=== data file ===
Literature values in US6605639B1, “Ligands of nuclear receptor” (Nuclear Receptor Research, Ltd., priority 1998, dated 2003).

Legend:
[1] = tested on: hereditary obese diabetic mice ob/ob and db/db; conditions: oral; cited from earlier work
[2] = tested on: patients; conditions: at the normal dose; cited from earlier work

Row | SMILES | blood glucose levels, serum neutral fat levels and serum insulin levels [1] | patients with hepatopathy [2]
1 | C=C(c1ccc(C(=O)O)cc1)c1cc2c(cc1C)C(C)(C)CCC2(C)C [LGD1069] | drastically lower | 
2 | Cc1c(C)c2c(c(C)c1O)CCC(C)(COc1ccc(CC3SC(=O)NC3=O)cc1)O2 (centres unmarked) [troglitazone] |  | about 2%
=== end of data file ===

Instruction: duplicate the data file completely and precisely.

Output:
Literature values in US6605639B1, “Ligands of nuclear receptor” (Nuclear Receptor Research, Ltd., priority 1998, dated 2003).

Legend:
[1] = tested on: hereditary obese diabetic mice ob/ob and db/db; conditions: oral; cited from earlier work
[2] = tested on: patients; conditions: at the normal dose; cited from earlier work

Row | SMILES | blood glucose levels, serum neutral fat levels and serum insulin levels [1] | patients with hepatopathy [2]
1 | C=C(c1ccc(C(=O)O)cc1)c1cc2c(cc1C)C(C)(C)CCC2(C)C [LGD1069] | drastically lower | 
2 | Cc1c(C)c2c(c(C)c1O)CCC(C)(COc1ccc(CC3SC(=O)NC3=O)cc1)O2 (centres unmarked) [troglitazone] |  | about 2%